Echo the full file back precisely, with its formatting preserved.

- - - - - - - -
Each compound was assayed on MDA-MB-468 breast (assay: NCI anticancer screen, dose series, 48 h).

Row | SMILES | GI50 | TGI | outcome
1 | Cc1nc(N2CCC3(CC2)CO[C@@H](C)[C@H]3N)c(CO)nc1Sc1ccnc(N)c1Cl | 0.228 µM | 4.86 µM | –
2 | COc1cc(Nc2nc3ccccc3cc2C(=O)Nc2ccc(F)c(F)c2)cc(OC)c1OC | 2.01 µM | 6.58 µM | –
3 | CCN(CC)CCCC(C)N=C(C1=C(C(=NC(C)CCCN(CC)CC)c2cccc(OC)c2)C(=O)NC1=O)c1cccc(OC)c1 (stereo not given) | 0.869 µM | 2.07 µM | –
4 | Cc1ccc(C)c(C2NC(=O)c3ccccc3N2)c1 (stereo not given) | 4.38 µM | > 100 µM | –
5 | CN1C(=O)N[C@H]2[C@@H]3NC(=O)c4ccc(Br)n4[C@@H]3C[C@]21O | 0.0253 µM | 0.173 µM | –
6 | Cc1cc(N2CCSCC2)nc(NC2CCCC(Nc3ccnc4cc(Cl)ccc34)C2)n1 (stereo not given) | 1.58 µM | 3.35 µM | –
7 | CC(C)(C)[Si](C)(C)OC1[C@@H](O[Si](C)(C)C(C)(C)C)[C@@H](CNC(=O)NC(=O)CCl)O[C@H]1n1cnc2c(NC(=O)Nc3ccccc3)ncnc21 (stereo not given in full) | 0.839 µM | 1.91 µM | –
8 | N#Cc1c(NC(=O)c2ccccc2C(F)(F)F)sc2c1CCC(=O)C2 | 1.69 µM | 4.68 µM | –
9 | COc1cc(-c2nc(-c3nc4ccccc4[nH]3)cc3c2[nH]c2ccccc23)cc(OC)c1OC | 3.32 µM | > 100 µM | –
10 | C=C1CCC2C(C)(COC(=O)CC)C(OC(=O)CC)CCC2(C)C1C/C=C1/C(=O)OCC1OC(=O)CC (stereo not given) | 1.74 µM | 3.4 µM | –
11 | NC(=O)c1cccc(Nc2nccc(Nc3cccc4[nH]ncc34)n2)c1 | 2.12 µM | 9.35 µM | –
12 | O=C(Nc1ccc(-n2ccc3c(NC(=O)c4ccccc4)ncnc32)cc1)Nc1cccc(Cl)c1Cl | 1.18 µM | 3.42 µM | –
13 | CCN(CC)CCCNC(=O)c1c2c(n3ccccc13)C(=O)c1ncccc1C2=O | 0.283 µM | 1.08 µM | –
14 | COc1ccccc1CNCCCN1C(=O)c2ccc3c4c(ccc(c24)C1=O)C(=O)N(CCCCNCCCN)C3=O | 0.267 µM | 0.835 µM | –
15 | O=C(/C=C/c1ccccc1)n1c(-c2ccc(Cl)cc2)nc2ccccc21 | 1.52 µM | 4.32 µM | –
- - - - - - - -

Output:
Each compound was assayed on MDA-MB-468 breast (assay: NCI anticancer screen, dose series, 48 h).

Row | SMILES | GI50 | TGI | outcome
1 | Cc1nc(N2CCC3(CC2)CO[C@@H](C)[C@H]3N)c(CO)nc1Sc1ccnc(N)c1Cl | 0.228 µM | 4.86 µM | –
2 | COc1cc(Nc2nc3ccccc3cc2C(=O)Nc2ccc(F)c(F)c2)cc(OC)c1OC | 2.01 µM | 6.58 µM | –
3 | CCN(CC)CCCC(C)N=C(C1=C(C(=NC(C)CCCN(CC)CC)c2cccc(OC)c2)C(=O)NC1=O)c1cccc(OC)c1 (stereo not given) | 0.869 µM | 2.07 µM | –
4 | Cc1ccc(C)c(C2NC(=O)c3ccccc3N2)c1 (stereo not given) | 4.38 µM | > 100 µM | –
5 | CN1C(=O)N[C@H]2[C@@H]3NC(=O)c4ccc(Br)n4[C@@H]3C[C@]21O | 0.0253 µM | 0.173 µM | –
6 | Cc1cc(N2CCSCC2)nc(NC2CCCC(Nc3ccnc4cc(Cl)ccc34)C2)n1 (stereo not given) | 1.58 µM | 3.35 µM | –
7 | CC(C)(C)[Si](C)(C)OC1[C@@H](O[Si](C)(C)C(C)(C)C)[C@@H](CNC(=O)NC(=O)CCl)O[C@H]1n1cnc2c(NC(=O)Nc3ccccc3)ncnc21 (stereo not given in full) | 0.839 µM | 1.91 µM | –
8 | N#Cc1c(NC(=O)c2ccccc2C(F)(F)F)sc2c1CCC(=O)C2 | 1.69 µM | 4.68 µM | –
9 | COc1cc(-c2nc(-c3nc4ccccc4[nH]3)cc3c2[nH]c2ccccc23)cc(OC)c1OC | 3.32 µM | > 100 µM | –
10 | C=C1CCC2C(C)(COC(=O)CC)C(OC(=O)CC)CCC2(C)C1C/C=C1/C(=O)OCC1OC(=O)CC (stereo not given) | 1.74 µM | 3.4 µM | –
11 | NC(=O)c1cccc(Nc2nccc(Nc3cccc4[nH]ncc34)n2)c1 | 2.12 µM | 9.35 µM | –
12 | O=C(Nc1ccc(-n2ccc3c(NC(=O)c4ccccc4)ncnc32)cc1)Nc1cccc(Cl)c1Cl | 1.18 µM | 3.42 µM | –
13 | CCN(CC)CCCNC(=O)c1c2c(n3ccccc13)C(=O)c1ncccc1C2=O | 0.283 µM | 1.08 µM | –
14 | COc1ccccc1CNCCCN1C(=O)c2ccc3c4c(ccc(c24)C1=O)C(=O)N(CCCCNCCCN)C3=O | 0.267 µM | 0.835 µM | –
15 | O=C(/C=C/c1ccccc1)n1c(-c2ccc(Cl)cc2)nc2ccccc21 | 1.52 µM | 4.32 µM | –